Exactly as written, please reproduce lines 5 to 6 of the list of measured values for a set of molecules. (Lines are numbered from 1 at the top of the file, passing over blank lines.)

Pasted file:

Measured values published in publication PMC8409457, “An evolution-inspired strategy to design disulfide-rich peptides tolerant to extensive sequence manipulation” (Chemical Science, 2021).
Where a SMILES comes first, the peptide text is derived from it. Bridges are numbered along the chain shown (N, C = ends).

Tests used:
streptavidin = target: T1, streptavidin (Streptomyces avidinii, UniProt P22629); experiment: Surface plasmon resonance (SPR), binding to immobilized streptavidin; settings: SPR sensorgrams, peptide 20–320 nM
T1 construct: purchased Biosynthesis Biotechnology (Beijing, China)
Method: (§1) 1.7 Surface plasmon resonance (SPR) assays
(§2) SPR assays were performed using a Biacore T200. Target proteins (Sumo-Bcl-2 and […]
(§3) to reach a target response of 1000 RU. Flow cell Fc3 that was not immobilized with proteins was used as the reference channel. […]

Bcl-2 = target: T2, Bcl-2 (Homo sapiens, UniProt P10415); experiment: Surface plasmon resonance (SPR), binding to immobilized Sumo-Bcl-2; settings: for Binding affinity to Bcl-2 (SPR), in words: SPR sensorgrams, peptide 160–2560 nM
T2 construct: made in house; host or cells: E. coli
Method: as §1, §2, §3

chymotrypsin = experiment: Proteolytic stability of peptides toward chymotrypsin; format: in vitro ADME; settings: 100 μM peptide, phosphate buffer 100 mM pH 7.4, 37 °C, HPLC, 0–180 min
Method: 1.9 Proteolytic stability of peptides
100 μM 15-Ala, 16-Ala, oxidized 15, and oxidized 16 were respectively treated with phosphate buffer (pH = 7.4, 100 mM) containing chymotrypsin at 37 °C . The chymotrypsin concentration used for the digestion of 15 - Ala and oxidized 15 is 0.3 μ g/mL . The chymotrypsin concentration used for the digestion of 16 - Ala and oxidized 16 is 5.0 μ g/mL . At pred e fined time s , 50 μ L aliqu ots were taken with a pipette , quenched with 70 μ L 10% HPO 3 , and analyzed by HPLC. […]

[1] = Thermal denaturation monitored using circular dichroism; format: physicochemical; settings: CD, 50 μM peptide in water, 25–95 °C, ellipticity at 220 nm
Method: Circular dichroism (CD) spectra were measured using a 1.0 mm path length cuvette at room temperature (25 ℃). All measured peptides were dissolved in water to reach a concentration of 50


T1 construct: purchased Biosynthesis Biotechnology (Beijing, China)
Method: (§1) 1.7 Surface plasmon resonance (SPR) assays